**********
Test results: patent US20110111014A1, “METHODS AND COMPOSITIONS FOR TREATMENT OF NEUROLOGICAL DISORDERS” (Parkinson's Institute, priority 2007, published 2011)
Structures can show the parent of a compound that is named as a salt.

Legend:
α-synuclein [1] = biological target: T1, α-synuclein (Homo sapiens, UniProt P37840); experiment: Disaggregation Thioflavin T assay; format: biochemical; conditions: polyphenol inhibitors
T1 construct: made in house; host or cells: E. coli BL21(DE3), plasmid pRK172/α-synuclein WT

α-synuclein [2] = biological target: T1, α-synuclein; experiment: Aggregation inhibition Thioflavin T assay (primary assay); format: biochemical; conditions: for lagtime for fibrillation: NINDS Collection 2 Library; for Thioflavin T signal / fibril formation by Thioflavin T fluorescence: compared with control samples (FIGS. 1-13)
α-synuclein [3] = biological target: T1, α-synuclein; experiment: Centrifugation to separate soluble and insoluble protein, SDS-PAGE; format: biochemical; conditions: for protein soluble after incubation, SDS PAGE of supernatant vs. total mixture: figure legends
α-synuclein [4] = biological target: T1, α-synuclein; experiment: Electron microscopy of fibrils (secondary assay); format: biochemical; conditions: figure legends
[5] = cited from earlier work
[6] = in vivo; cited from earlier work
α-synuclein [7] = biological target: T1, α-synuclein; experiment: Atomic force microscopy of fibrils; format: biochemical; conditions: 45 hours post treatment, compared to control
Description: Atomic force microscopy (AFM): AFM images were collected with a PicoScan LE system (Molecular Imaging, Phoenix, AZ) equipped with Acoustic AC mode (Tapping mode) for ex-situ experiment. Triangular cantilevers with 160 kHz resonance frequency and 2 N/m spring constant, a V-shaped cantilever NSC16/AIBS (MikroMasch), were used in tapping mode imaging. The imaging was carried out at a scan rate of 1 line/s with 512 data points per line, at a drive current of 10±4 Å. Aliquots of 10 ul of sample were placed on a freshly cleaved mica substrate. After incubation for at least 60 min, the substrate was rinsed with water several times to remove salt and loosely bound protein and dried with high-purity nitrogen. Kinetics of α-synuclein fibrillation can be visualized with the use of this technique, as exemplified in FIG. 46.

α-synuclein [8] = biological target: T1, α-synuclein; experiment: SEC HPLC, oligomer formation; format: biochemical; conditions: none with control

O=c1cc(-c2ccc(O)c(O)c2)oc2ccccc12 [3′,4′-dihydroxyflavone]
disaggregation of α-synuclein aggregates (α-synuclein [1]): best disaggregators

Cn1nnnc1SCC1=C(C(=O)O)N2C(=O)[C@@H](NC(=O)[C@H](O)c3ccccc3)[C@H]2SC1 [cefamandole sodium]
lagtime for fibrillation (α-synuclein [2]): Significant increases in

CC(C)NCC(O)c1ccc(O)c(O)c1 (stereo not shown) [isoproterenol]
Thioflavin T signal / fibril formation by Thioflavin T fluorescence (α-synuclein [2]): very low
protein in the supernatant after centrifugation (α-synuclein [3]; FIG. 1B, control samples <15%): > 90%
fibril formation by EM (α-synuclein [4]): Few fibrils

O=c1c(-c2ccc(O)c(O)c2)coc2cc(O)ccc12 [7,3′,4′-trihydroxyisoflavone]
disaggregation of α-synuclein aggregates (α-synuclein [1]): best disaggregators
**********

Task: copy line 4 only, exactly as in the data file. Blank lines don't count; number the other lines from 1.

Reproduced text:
α-synuclein [1] = biological target: T1, α-synuclein (Homo sapiens, UniProt P37840); experiment: Disaggregation Thioflavin T assay; format: biochemical; conditions: polyphenol inhibitors